Harris tests negative after rendezvous with COVID-positive Texas Democrats

Harris tests negative after rendezvous with COVID-positive Texas Democrats
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Vice President Kamala Harris tested negative for coronavirus after she met with a group of Texas Democrats who fled their home state to stonewall GOP-backed voting bills, some of whom were COVID-19 positive, according to White House officials.

White House press secretary Jen Psaki said on Monday the test was conducted as part of a routine medical inspection and not related to her meeting with the Texas lawmakers. At least five state legislators have received positive COVID-19 diagnoses since they fled Austin and boarded private jets to Washington, D.C., last week.

"I think the vice president’s office put out that she was tested, and there was no detection of COVID-19," Psaki said. "They also put out some specific details about their proximity to the individuals who tested positive, as well. We take these precautions incredibly seriously and abide by the guidance of our help and medical experts."

Harris met the lawmakers on Tuesday, and she checked into the Walter Reed National Military Medical Center on Sunday for what the White House said was a "routine doctor's appointment."

Psaki was asked to comment on photographs of the legislators who were seen maskless on the planes ahead of their departure.

TEXAS DEMOCRATS' WASHINGTON TRIP TO BLOCK VOTING BILLS WILL COST $1.5 MILLION, LAWMAKER SAYS

"I don’t think I’m going to be in a position here to assess what safety precautions they may or may not have taken," she said. "Obviously, these individuals were out there trying to elevate the issue of an individual’s right to vote."

"What’s important for everybody to know is that the vice president was tested," she added. "She, of course, takes these precautions seriously, and we would follow any advice our public health officials give us."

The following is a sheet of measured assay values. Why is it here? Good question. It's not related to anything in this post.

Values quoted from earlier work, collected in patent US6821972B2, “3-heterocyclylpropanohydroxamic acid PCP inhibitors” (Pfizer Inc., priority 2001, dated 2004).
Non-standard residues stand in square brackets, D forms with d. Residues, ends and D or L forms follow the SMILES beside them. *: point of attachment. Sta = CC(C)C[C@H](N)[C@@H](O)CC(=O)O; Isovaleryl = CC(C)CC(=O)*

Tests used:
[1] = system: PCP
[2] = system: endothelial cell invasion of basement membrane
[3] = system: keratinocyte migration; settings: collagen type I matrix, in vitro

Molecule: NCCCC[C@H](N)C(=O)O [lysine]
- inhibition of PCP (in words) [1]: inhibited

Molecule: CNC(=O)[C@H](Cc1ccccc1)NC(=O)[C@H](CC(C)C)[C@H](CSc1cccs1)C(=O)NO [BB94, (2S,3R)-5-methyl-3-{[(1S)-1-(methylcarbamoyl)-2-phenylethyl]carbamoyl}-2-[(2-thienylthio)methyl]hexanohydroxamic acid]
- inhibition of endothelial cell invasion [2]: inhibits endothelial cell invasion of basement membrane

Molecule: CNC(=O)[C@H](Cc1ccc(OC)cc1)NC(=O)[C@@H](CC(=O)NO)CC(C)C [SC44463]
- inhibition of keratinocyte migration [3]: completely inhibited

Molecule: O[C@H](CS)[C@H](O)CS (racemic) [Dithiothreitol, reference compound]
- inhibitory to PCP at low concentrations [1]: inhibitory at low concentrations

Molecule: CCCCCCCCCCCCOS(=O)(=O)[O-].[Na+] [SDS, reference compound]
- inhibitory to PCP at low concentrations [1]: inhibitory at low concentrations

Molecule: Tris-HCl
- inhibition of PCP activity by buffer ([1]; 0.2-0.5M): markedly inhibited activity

Nearly 60 Democrats in the Lone Star State left Texas after Gov. Greg Abbott ordered a special session to deliberate on S.B. 1 and H.B. 3, a pair of bills that would ban drive-thru voting, implement more comprehensive voter identification requirements for mail-in ballots, and prohibit officials from sending voting applications to those who did not request them.

S.B. 1 was passed by the Senate amid the theatrics, but H.B. 3 has been stalled, as the House lacks the two-thirds quorum necessary to vote on the legislation.

The move by the lawmakers, which has drawn ire from their Republican colleagues who now lack the quorum to do business in the House, was projected to cost $1.5 million, state Rep. Armando Walle said in an interview with NBC News. He estimated the flights alone cost $100,000.

A wire transfer from the House Democratic Caucus paid for the jets, and one House member put a block of hotel rooms on a personal American Express card. It is unclear whether taxpayers will end up paying partially or wholly for the Democrats' trip.

Democrats have insisted no taxpayer funds are being used in the excursion. However, their Republican counterparts have posited that upward of $1 million will be paid by residents due to prolonging a special session.

If Democrats do not return promptly, the special session could last for nearly one month, with legislators being paid per diem rates during the process. On Wednesday, Texas House Speaker Dade Phelan requested the Democrats return their $221 per-day wages if they were outside the Lone Star State.

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"Under the Texas Constitution ... per diem must be paid to each member for each day of a special session, regardless of whether the member is actually present," Phelan wrote in a memorandum. "I am requesting all members who are intentionally absent for the purpose of preventing the House from conducting business during the special session to return your constitutional per diem to the state's treasury immediately upon receipt."

On Tuesday, House Republicans voted to send law enforcement to hunt down the lawmakers "under warrant of arrest if necessary" after the leaders lacked a two-thirds quorum when they tried to bring one of the bills to a vote with only 80 members of the normal 150-member government body present.

Two motions to initiate the move passed by an overwhelming 76-4 margin, with Democrats who chose not to vacate the state as the only "no" votes.

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Tags: News, Kamala Harris, Jen Psaki, White House, Coronavirus, Texas, Democrats, Voting

Original Author: Jake Dima

Original Location: Harris tests negative after rendezvous with COVID-positive Texas Democrats

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